Fundamentalism in the cross and crescent.
My most recent novel is “Crescent Tides,” an upcoming alternate history time travel story. As is indicated by its title, the book deals with the Muslim and Christian religions, mainly in 1571 – when the important naval battle of Lepanto took place. Though the discussion in the book is in the 16th century, the same issues are very relevant to our 21st century… Below is an excerpt from the story. Enjoy!
The direction of their little council had taken quite an unexpected turn, but it made sense when Cal stepped back in his mind to think about it. These once academic questions were life and death points of policy now that they were living in the 16th century. Though he could see their debate’s importance, he found it hard to consider it objectively. He had not done much pondering about history in a long time. At one time, he had been fascinated by the Middle Ages and the Renaissance, and studied them avidly. In the process, he had found out just how twisted popular conceptions were about them. He had forgotten how passionate he could feel about the subject…
“I do think we would be safer with the Christians.”
“Why? You’ve studied more history than I have, why don’t you get it? It was Christians in their ‘holy war’ that massacred millions in Jerusalem until blood ran up their horses’ knees. Before that, Christians slaughtered thousands of Jews. Christians started the inquisition (which is probably going on right now). And it was Christians who even burned and killed other Christians that didn’t agree with them. I don’t see the difference between those sorts of people and these Turks.”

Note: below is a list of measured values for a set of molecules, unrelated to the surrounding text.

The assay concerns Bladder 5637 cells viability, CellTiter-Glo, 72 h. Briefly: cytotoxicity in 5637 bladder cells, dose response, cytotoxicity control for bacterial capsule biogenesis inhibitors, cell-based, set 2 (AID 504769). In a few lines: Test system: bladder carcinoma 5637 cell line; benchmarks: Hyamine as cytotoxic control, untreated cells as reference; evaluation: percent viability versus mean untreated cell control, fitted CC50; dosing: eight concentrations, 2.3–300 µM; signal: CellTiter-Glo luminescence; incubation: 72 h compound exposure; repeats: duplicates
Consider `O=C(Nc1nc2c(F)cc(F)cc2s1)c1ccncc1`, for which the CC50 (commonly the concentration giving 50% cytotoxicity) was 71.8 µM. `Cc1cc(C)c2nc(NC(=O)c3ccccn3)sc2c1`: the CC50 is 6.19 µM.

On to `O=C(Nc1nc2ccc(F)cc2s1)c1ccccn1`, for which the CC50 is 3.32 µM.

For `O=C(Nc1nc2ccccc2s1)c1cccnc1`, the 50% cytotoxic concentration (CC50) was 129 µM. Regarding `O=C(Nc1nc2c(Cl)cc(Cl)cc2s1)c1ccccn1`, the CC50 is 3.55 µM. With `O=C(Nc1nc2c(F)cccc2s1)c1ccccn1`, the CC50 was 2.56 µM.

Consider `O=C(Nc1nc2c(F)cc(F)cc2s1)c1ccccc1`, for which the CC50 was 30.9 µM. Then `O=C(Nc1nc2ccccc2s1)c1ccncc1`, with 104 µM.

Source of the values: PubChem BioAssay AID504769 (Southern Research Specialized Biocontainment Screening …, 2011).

“OK Sara, first of all, you’re doing some exaggeration there. It was not ‘blood in the streets up to their horses’ knees in Jerusalem’: it was up their ankles, in Solomon’s temple. (I would know, I’ve read the original accounts.) I could bring up a ton of examples of disgusting and horrible violence the Muslims have done. Regardless, I’m not going to argue that ‘Christians’ haven’t done bad things. A Christian is a redeemed sinner, and still perfectly capable of doing things they shouldn’t: but that’s the whole difference. They shouldn’t be doing bad things, and as they really start to act like a Christian, as they become more and more ‘orthodox’ or ‘fundamentalist’ or ‘getting back to the Bible’ or whatever you call it, they become more like Jesus. That means that a real Christian will be more holy, more compassionate, more just… and certainly the type of person we should be asking for help. Contrast that with an orthodox or ‘fundamentalist’ Muslim. He becomes more and more like his founder Mohammed, who led armies over the desert conquering his neighboring cities. He killed people who wouldn’t be Muslim, and that’s exactly what his followers do when they really try to really do what he teaches. Plus a fundamentalist Muslim believes the best way – actually the only sure way – to get into heaven is to die in jihad against non-Muslims (and that’d be us). So, yes, I believe there is definitely a major difference in how a ‘fundamentalist’ Christian and a ‘fundamentalist’ Muslim look and act. That’s the real issue in this war, and even perhaps this age that we’re somehow standing in. Lepanto is not part of a war about who is the most humane or technologically advanced: it is a literal war of ideas. You are always asking ‘who is nicer,’ or ‘more enlightened.’ But the real question is ‘who is right, Christianity or Islam?’”